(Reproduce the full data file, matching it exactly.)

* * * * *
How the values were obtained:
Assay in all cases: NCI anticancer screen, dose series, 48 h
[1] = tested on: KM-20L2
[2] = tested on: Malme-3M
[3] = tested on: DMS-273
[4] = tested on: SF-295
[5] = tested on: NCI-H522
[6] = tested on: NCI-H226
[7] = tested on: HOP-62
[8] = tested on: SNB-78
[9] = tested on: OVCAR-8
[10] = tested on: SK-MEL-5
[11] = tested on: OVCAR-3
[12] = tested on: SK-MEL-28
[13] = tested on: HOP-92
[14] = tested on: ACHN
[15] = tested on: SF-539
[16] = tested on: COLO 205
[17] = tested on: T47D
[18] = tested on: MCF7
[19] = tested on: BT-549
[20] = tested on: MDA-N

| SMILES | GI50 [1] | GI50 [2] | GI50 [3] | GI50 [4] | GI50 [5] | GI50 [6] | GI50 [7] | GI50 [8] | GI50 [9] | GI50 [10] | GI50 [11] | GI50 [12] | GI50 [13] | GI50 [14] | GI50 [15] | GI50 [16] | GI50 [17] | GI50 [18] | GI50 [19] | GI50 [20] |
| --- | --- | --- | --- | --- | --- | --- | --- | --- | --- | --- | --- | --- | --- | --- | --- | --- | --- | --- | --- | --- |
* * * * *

How the values were obtained:
Assay in all cases: NCI anticancer screen, dose series, 48 h
[1] = tested on: KM-20L2
[2] = tested on: Malme-3M
[3] = tested on: DMS-273
[4] = tested on: SF-295
[5] = tested on: NCI-H522
[6] = tested on: NCI-H226
[7] = tested on: HOP-62
[8] = tested on: SNB-78
[9] = tested on: OVCAR-8
[10] = tested on: SK-MEL-5
[11] = tested on: OVCAR-3
[12] = tested on: SK-MEL-28
[13] = tested on: HOP-92
[14] = tested on: ACHN
[15] = tested on: SF-539
[16] = tested on: COLO 205
[17] = tested on: T47D
[18] = tested on: MCF7
[19] = tested on: BT-549
[20] = tested on: MDA-N

| SMILES | GI50 [1] | GI50 [2] | GI50 [3] | GI50 [4] | GI50 [5] | GI50 [6] | GI50 [7] | GI50 [8] | GI50 [9] | GI50 [10] | GI50 [11] | GI50 [12] | GI50 [13] | GI50 [14] | GI50 [15] | GI50 [16] | GI50 [17] | GI50 [18] | GI50 [19] | GI50 [20] |
| --- | --- | --- | --- | --- | --- | --- | --- | --- | --- | --- | --- | --- | --- | --- | --- | --- | --- | --- | --- | --- |